I've been bouldering for 10 years, messing around with some gymnastics elements for a few years, and feel I can comment on this with some authority. Just about any bodyweight routine will help your bouldering A LOT. The unique stuff it does for the stabilizers and core carry over very well to climbing. To wit: when I worked at a climbing gym in town you could always tell who were the experienced yoga/gymnast types. Where newbies often struggled with basics, these people (still newbies, mind you) were only limited by their pain tolerance and understanding of technique. They would often cruise 5.10c/d toprope routes on their first trip to the gym. That won't mean much to a non-climber.. but it's really impressive to watch in context.
If you plan to train both, you do need to be careful though.. the demands on your shoulders, especially with how short you are, are going to be significant. At your height you will need to go to full extension to do moves on boulder problems that someone only a few inches taller will cruise easily, and that part of shoulder ROM is where most climbers get hurt. Adding gymnastics training, potential scar tissue and an imbalance between prime movers and stabilizers isn't going to help. My point? Make SURE you take your time to warm up and recover.
Also, be sure you work opposing muscles. Climbers often decide, after years of climbing, that they should start doing pushups to balance everything out. They then get injured. If you develop the pressing/pushing muscles from the outset you'll have healthier shoulders (and posture) in the long run. Plus the press elements of gymnastics are a lot of fun, and damn impressive, especially when it's a grown woman doing them.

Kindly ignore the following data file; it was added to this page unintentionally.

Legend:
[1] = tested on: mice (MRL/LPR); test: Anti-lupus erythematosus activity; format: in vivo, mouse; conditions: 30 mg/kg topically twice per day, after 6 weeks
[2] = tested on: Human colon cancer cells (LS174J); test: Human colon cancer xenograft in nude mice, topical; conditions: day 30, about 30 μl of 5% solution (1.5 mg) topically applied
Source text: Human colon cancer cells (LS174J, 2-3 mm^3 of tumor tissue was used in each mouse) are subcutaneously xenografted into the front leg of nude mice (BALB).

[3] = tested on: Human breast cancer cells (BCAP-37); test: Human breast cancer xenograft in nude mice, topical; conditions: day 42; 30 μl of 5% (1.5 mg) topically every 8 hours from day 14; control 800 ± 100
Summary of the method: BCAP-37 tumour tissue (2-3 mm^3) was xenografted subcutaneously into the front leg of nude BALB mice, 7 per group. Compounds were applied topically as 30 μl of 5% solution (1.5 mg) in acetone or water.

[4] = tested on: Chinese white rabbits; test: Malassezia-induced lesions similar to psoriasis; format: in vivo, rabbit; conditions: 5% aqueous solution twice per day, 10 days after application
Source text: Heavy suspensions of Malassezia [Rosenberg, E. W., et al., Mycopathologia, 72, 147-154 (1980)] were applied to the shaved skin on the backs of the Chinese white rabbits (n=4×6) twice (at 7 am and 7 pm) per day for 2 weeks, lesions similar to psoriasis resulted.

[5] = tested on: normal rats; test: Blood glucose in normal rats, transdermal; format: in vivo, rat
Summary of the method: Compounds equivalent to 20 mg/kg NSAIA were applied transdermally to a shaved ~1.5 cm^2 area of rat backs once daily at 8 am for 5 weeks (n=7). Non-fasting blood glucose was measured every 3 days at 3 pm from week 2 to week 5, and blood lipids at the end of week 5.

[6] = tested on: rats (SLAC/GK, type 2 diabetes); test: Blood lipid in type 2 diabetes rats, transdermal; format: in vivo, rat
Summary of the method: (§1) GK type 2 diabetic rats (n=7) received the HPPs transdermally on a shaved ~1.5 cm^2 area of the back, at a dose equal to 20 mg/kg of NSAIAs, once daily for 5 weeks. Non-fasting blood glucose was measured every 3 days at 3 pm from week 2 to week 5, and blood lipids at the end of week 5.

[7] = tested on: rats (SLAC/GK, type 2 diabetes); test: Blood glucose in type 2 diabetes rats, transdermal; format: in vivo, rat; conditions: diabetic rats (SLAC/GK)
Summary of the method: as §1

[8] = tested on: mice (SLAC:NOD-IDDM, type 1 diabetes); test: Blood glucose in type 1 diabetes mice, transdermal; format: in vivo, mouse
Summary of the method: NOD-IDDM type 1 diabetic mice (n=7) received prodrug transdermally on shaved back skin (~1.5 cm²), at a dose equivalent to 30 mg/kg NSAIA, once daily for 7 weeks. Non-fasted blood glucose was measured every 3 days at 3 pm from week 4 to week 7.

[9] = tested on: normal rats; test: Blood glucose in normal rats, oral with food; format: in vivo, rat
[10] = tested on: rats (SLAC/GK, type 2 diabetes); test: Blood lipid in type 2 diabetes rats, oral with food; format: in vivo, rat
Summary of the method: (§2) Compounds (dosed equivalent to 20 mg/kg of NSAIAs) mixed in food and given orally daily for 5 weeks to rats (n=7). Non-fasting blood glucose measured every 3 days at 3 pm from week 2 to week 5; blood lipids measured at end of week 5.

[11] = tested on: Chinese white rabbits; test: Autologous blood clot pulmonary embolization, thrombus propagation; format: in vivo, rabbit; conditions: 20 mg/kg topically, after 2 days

BtGB is an awesome place to start, and should serve you well. Just figure out where your weaknesses are and focus on that. I'd say the whole gymnastics program, plus a healthy bouldering/sport climbing obsession, are probably too much in combination. That would be a TON of abuse on your upper body.
Which tendons are you worried about specifically? Finger flexors shouldn't be an issue with the gymnastics, but certainly could be with climbing. Muscle grows a lot faster than tendon, and while we are wired up to protect the tendons if they get overloaded, it DOES happen. I've had issues with the distal biceps tendon off-and-on for years. Through trial and error I've learned that when my diet is really clean (ie: anti-inflammatory) and I warm up adequately, I don't have problems. It goes back to the bit about warming up and taking time for recovery. This will be very important for what it sounds like you want to do.
I wish you well with it.. I'm always excited when I hear about someone going through that initial phase of getting stoked on climbing.